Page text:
After marvelling at the numerous delights that Paris Fashion Week had to offer, (and now quietly counting down the days until the next) there seemed to be a common theme that many designers explored this season: headwear, very bizarre headwear.
Rick Owens featured headgear that added height and an air of industrialism; the large rectangular structures towering above the models heads in earthy, neutral colours gave the collection, as a whole, a very understated, yet outrageous, edge.
Equally, Ann Demeulemeester displayed how simple layering can combine with delicately placed fabrics to create headwear that screamed fantasy and whimsicality. Lace ensembles were veiled over the face and created an almost matrimonial elegance, elevated further by velvet bows and chiffon ties, which held each piece in place.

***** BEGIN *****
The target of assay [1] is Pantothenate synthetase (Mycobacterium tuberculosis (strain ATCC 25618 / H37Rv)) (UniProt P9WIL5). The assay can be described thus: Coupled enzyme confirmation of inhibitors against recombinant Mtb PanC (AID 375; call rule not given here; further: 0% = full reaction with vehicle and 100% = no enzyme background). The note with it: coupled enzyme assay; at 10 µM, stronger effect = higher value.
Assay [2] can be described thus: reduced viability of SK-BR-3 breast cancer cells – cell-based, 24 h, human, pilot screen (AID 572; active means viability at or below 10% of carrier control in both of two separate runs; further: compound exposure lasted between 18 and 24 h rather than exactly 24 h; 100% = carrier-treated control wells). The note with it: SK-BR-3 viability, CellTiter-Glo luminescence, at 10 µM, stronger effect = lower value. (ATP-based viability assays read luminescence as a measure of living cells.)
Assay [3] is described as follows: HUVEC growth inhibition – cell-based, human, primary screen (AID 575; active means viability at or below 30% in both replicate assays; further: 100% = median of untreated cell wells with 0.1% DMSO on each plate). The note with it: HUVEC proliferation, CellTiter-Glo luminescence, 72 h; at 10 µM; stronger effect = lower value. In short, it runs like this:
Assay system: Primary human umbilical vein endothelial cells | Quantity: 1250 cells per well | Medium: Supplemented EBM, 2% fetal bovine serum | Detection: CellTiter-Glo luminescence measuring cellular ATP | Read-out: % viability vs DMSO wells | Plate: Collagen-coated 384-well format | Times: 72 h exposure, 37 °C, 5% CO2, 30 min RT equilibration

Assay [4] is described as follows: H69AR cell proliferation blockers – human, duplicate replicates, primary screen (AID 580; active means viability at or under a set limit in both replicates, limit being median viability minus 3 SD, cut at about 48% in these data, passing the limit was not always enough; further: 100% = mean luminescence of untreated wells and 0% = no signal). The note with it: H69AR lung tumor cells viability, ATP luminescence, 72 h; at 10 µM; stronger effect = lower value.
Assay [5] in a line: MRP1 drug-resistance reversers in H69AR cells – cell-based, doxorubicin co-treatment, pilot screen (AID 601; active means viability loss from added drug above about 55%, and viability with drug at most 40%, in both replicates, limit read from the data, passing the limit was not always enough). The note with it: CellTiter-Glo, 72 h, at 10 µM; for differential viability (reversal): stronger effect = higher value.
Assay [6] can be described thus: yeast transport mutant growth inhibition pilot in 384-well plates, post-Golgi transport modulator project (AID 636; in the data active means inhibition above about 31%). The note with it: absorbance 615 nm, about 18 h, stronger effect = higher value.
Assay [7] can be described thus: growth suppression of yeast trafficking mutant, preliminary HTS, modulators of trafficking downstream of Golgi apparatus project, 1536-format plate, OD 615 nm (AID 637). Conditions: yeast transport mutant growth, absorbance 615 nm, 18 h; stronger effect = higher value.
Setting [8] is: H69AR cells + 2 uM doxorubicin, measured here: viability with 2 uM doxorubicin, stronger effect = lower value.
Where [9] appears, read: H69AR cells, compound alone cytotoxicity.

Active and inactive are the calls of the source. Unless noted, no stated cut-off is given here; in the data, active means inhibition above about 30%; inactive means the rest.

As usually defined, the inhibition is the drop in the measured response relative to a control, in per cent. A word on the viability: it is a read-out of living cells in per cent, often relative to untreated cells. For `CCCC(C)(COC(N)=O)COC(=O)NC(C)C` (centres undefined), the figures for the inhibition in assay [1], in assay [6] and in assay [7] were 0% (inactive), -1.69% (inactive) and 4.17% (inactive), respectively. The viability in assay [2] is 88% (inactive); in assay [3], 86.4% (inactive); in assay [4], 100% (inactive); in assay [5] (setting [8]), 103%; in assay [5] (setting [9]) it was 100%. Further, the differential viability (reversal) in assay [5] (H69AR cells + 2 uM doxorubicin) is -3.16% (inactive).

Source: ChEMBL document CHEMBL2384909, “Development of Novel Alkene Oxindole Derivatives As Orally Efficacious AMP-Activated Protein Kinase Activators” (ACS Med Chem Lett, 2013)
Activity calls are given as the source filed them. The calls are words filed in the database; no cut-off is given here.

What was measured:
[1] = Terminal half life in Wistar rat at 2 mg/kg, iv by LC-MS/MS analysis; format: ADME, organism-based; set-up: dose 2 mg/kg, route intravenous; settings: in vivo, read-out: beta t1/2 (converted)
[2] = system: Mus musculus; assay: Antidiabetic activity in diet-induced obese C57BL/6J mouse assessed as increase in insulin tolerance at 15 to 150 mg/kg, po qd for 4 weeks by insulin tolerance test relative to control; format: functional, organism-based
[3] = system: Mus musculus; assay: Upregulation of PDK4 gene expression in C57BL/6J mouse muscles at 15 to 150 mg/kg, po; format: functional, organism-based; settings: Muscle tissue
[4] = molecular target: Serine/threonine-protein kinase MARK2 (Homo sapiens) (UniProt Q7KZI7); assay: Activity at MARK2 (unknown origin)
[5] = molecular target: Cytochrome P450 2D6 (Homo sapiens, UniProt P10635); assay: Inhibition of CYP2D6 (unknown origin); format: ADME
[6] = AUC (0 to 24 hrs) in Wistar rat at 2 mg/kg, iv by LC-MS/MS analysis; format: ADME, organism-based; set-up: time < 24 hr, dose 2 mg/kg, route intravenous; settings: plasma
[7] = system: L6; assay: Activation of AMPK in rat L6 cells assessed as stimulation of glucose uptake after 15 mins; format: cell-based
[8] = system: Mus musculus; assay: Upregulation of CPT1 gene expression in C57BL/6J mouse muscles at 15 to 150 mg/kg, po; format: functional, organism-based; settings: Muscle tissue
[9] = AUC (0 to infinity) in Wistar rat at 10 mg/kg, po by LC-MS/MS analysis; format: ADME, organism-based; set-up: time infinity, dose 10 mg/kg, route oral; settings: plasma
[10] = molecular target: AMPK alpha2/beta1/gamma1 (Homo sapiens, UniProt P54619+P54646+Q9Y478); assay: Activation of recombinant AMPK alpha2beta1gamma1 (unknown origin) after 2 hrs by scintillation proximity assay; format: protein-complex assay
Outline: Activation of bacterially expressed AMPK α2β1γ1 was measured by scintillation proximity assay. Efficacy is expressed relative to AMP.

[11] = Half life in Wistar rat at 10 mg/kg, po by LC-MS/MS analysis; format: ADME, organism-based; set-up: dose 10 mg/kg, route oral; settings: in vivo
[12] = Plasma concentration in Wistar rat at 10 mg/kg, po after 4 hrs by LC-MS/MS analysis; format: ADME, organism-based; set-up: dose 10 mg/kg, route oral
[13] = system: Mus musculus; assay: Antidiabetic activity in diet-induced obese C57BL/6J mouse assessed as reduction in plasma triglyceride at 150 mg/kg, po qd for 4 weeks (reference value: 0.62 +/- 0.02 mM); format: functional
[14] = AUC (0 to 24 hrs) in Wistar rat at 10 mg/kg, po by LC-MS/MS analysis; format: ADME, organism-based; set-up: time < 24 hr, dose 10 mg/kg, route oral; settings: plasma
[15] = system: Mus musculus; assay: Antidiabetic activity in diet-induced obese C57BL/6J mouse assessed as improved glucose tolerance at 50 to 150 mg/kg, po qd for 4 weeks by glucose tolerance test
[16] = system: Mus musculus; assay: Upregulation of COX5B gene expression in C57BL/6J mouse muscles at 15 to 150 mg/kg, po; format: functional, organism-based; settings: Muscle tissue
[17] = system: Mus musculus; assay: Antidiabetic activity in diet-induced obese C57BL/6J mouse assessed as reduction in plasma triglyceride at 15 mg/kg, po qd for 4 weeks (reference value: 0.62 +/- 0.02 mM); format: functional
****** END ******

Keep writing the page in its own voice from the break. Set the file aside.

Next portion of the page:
John Galliano, currently the creative commander at Maison Margiela, exhibited an impressive selection of head attire, turning everything we know about bags on its head. Magnificently feathered bags with elongated straps were placed on the heads of models.
Headwear that exuded artistic essences is nothing new to Paris Fashion Week, one just has to remember Haider Ackermann’s AW16 vivid antennas, or Junya Watanabe’s geometric 3D creations, to see that this technique has been used countless time to create standout collections. Whether it’s to make a social commentary, a political statement or simply for the love of art, the use of headwear at Paris Fashion Week has been first class this season, leaving little doubt that these constructions will eventually trickle down onto the high street. I guess we all now know what to do when we’re next having a bad hair day.